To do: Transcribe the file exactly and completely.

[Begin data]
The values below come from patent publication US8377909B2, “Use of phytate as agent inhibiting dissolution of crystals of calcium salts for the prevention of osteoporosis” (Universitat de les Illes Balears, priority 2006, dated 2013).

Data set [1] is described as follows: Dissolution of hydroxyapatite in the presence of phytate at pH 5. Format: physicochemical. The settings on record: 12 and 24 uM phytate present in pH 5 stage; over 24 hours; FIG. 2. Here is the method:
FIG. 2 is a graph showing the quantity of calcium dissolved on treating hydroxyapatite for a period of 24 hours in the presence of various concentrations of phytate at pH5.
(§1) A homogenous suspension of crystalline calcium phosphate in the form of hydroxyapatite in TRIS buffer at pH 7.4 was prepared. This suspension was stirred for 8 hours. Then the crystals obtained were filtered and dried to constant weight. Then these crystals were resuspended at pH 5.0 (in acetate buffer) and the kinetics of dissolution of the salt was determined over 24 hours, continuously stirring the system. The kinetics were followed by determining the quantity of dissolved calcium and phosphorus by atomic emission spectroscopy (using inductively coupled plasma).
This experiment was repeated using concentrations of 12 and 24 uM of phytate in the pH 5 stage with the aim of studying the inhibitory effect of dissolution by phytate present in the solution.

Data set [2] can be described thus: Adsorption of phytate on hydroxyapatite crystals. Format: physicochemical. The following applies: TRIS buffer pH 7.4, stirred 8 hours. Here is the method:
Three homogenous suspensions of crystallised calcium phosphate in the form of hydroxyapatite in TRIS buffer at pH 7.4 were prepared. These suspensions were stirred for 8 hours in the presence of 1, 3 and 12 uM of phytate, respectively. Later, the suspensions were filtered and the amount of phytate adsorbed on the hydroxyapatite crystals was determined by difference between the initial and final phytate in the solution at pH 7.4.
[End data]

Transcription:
The values below come from patent publication US8377909B2, “Use of phytate as agent inhibiting dissolution of crystals of calcium salts for the prevention of osteoporosis” (Universitat de les Illes Balears, priority 2006, dated 2013).

Data set [1] is described as follows: Dissolution of hydroxyapatite in the presence of phytate at pH 5. Format: physicochemical. The settings on record: 12 and 24 uM phytate present in pH 5 stage; over 24 hours; FIG. 2. Here is the method:
FIG. 2 is a graph showing the quantity of calcium dissolved on treating hydroxyapatite for a period of 24 hours in the presence of various concentrations of phytate at pH5.
(§1) A homogenous suspension of crystalline calcium phosphate in the form of hydroxyapatite in TRIS buffer at pH 7.4 was prepared. This suspension was stirred for 8 hours. Then the crystals obtained were filtered and dried to constant weight. Then these crystals were resuspended at pH 5.0 (in acetate buffer) and the kinetics of dissolution of the salt was determined over 24 hours, continuously stirring the system. The kinetics were followed by determining the quantity of dissolved calcium and phosphorus by atomic emission spectroscopy (using inductively coupled plasma).
This experiment was repeated using concentrations of 12 and 24 uM of phytate in the pH 5 stage with the aim of studying the inhibitory effect of dissolution by phytate present in the solution.

Data set [2] can be described thus: Adsorption of phytate on hydroxyapatite crystals. Format: physicochemical. The following applies: TRIS buffer pH 7.4, stirred 8 hours. Here is the method:
Three homogenous suspensions of crystallised calcium phosphate in the form of hydroxyapatite in TRIS buffer at pH 7.4 were prepared. These suspensions were stirred for 8 hours in the presence of 1, 3 and 12 uM of phytate, respectively. Later, the suspensions were filtered and the amount of phytate adsorbed on the hydroxyapatite crystals was determined by difference between the initial and final phytate in the solution at pH 7.4.